Section 179 Election
Section 179 allows you to elect to deduct all or part of the cost of certain qualifying property in the year you place it in service. You can do this instead of recovering the cost by taking depreciation deductions over a specified recovery period. However, there are limits on the amount you can deduct in a year.
NOTE: If you intend to make a Section 179 election you must reduce the basis of the asset by the amount expensed under Section 179 before you can calculate depreciation.
You can claim the Section 179 deduction for the cost of qualifying property acquired for use in a trade or business.
You cannot claim the deduction on property you hold only for the production of income, this includes: investment property, rental property (if renting property is not your trade or business), and property that produces royalties.
An estate or trust cannot claim the deduction.
Only the cost of property you acquired by purchase for use in your trade or business qualifies. The cost of property acquired from a related person or group may not qualify.
If you buy an asset with cash and a trade-in, you can claim a section 179 deduction based only on the amount of cash you paid.
The elements of profit motivation, regularity and continuity, of your involvement in the activity and the absence of hobby, amusement, and similar motivations are important factors to consider when determining if an activity qualifies for the Section 179 election. For purposes of the Section 179 election, a husband and wife are considered one entity, this includes a married couple filing separate returns..
The Section 179 expense deduction is allowed only on depreciable , tangible, personal property. Examples of eligible property include trucks, machinery, and computers. Real property, such as buildings and their structural components, does not qualify. Also excluded from the deduction are land and improvements made directly to the land.
If you use property for both business and nonbusiness purposes, you can elect the Section 179 deduction only if you use the property more than 50% for business in the year you place it in service. You figure the part of the cost of the property that is for business use by multiplying the cost of the property by the percentage of business use.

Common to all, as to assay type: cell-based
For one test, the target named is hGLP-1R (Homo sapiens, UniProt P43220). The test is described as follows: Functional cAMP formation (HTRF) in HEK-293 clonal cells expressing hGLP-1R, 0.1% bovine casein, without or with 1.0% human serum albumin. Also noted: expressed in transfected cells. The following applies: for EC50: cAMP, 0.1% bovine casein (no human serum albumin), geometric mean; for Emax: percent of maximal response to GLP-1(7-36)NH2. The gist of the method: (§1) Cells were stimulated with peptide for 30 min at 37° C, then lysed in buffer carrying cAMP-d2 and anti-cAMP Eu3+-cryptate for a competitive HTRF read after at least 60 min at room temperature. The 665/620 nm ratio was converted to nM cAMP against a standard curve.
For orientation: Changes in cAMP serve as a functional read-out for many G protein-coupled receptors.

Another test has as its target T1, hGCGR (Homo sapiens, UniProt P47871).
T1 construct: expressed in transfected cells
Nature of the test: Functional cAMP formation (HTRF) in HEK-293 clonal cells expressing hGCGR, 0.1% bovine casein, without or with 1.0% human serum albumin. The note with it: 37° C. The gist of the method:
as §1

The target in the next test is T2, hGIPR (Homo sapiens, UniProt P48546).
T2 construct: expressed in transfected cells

For purposes of the Section 179 deduction, you place property in service in the year it is first made ready and available for a specific use. If you place property in service in a use that does not qualify it for the Section 179 deduction, it cannot later qualify in another year even if you change it to business use.
Limitations on Deduction:
The Section 179 deduction is subject to three limitations:
1. Your annual Section 179 deduction cannot exceed the maximum annual limitation.
*Small Business Jobs Act of 2010 (P.L. 111-240) (September 27, 2010)
**Tax Relief, Unemployment Insurance Reauthorization, and Job Creation Act of 2010 (P.L. 111-312) December 17, 2010)
The annual deduction limit applies to all tax entities entitled to use Section 179. Any amount in excess of the annual limit must be carried forward for recovery in future years. You can choose to use all, part or none of the annual deduction. By electing to expense less than the limit you can avoid a Section 179 carryforward. After an asset's basis is reduced by the amount expensed under Section 179, the remaining basis is subject to regular depreciation.